New senior secondary school curriculum leaves students wanting, study finds

Pupils' lack of confidence in their own abilities may be due to fewer years of high school

PUBLISHED : Thursday, 26 September, 2013, 12:00am
UPDATED : Thursday, 26 September, 2013, 4:06am

Students studying the new senior secondary curriculum believe they are less capable than students who took the old curriculum when it comes to a range of skills that the reformed syllabus is aimed at boosting, a British Council report has found.

But researchers said it may be too early for students to be clear about what skills they had gained from the new curriculum.

Of those who had taken or will take the Diploma of Secondary Education (DSE), just 32 per cent see themselves as having the ability to think analytically, having studied the curriculum; 46 per cent of those who studied the old curriculum believe they have such analytical skills.

Only 10 per cent of DSE students believe they can think creatively, compared to 12 per cent of old curriculum students.

The British Council's Education Intelligence unit conducted the research in June, surveying 2,788 students online. It found 69 per cent of respondents had taken or are planning to take the DSE, while 26 per cent of respondents had taken the old public exams - the Certificate of Education Examination and A-levels.

Five per cent of the respondents either did not take public exams in Hong Kong or studied alternative international curriculums.

Zainab Malik, research manager at the British Council unit, said that educators and parents had described DSE students as "better rounded, more analytical and more curious".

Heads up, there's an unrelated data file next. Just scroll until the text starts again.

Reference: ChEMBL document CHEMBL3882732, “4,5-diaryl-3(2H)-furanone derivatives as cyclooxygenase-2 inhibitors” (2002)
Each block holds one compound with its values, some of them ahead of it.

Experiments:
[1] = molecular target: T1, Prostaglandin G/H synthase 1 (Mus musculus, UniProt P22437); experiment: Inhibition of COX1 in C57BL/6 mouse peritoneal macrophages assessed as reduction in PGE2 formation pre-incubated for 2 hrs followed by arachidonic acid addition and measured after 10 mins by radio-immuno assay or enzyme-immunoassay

"Students have a hard time evaluating their own skills," Malik said. "They're getting [the skills] as we see from the evidence from [parents and educators]. But the students are still evaluating themselves according to what is going to get them into university. But this may start to change if we do this again in two or five years."

The first DSE exams took place in 2012 as part of the new "334" education reforms, which saw secondary school education cut from seven years to six and standard university degree courses lengthened from three years to four.

The Education Bureau said the curriculum emphasises holistic development and training students to be "critical, reflective and independent thinkers".

Dean of students at City University Dr Raymond Chan Kwok-hong said the abilities of both sets of students were similar, but that DSE students "may have slightly lower self-confidence".

"Perhaps they had one year less study at secondary schools, so they think they're less able. But in my class last year, students from different curriculums had similar abilities," said Chan.

A spokesman for the Education Bureau said it was inappropriate to offer any comments on the findings of the report due to a lack of information on the methodology of the study.